The Dries Van Noten Spring/Summer 2019 Menswear Collection, recently presented in Paris, was inspired by Verner Panton. An agreement with the family of the great Danish designer, who died in 1998, has allowed Van Noten to adapt some of his famous graphics to items of menswear. It is no accident that the name of the collection is Optimistic, channelling the energy that characterised the mid-Sixties, of which Panton remains one of the most outstanding interpreters (see also the article here “Buon Compleanno Panton Chair!”). Let us not forget that some of the most iconic objects of that time were actually designed by Panton, although he discovered an even more personal and unforgettable gift for the arrangement of interiors: no longer the white box of the rationalist architects (Panton trained with Arne Jacobsen), but an organic and enveloping unicum of shapes and colours, with textiles taking on a predominant and extremely original role.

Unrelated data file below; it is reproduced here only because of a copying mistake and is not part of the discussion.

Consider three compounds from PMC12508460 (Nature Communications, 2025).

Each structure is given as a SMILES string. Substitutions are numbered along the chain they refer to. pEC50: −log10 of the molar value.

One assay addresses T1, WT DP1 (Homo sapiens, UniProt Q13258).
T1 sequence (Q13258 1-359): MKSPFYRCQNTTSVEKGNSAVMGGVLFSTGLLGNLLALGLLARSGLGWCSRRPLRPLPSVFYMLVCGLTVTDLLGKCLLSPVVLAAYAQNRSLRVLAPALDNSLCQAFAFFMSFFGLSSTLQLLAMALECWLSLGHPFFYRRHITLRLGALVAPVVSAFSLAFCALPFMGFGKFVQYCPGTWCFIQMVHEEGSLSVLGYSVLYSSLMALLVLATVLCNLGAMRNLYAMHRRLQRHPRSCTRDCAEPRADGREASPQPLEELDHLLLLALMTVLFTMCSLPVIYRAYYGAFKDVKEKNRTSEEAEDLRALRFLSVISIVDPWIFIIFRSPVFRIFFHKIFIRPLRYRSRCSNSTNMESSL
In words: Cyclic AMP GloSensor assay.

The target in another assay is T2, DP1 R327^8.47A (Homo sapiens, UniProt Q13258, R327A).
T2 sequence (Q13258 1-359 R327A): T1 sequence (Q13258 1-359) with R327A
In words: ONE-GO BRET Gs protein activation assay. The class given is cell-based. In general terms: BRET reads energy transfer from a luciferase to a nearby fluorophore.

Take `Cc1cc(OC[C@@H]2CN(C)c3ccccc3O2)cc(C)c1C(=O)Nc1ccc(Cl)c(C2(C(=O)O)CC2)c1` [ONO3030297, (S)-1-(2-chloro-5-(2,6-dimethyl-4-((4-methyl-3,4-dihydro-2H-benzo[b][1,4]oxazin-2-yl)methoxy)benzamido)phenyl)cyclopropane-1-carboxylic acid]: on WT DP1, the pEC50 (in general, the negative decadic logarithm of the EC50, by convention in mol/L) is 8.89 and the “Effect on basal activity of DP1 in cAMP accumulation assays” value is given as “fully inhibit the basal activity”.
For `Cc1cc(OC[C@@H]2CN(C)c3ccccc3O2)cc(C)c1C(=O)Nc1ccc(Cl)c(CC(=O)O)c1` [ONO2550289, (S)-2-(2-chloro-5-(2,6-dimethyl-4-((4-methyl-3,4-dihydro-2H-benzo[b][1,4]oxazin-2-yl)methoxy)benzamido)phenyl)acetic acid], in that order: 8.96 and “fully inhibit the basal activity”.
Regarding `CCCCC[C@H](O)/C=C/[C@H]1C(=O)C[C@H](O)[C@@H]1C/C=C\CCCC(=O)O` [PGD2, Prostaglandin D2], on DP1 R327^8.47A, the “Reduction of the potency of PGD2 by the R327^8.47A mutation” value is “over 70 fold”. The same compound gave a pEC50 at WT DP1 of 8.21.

According to Verner Panton: "The main purpose of my work is to provoke people into using their imagination. Most people spend their lives living in dreary, grey-beige conformity, mortally afraid of using colours”.
Dries van Noten has managed to retrieve not just the colour palettes and several unforgettable patterns from that era, but also the concept of an anti-bourgeois design stance capable, just as Panton’s design was at the time, of breaking many of the conventions that afflict men’s fashion. Colour first and foremost: emerald green, rainbow orange, sunshine yellow, as well as cocoa and ink are to be found on jackets and lightweight trench coats. Then there are the prints: important, clear and iconic (including a large hand, Verner’s own, on t-shirts). Lastly there are the fabrics, with obvious contrasts between the artificiality of shiny nylon and polyester and the robust naturalness of cotton and linen. M.R.
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